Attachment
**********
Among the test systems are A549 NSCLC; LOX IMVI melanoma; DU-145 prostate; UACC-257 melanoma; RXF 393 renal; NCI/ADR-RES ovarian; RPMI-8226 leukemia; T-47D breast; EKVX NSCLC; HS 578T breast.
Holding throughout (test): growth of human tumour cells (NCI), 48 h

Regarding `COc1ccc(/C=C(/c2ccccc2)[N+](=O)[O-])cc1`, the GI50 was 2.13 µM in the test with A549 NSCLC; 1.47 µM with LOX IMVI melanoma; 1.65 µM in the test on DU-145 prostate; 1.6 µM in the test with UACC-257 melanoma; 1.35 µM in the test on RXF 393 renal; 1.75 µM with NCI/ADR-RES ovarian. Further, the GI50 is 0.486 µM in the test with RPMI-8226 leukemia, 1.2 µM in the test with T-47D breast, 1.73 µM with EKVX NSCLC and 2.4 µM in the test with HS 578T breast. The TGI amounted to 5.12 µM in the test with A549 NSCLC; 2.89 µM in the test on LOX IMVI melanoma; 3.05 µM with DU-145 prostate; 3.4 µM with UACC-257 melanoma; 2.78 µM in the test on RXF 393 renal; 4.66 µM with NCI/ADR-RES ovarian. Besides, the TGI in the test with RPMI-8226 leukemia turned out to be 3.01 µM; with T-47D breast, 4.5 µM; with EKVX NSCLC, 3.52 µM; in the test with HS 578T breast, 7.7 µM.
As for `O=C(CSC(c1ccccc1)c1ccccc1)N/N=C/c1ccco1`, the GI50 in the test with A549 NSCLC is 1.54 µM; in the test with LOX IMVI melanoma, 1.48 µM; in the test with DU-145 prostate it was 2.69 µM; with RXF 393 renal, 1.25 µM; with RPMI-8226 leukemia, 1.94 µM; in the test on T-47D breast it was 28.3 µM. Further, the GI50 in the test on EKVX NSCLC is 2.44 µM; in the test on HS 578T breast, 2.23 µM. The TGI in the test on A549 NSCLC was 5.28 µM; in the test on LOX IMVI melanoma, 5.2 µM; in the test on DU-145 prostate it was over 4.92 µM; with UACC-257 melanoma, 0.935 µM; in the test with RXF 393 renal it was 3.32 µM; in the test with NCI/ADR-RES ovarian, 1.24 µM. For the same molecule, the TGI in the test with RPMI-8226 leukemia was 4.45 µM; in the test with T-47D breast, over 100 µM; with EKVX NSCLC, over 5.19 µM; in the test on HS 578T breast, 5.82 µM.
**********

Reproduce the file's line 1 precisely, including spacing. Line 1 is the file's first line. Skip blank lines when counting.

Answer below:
Among the test systems are A549 NSCLC; LOX IMVI melanoma; DU-145 prostate; UACC-257 melanoma; RXF 393 renal; NCI/ADR-RES ovarian; RPMI-8226 leukemia; T-47D breast; EKVX NSCLC; HS 578T breast.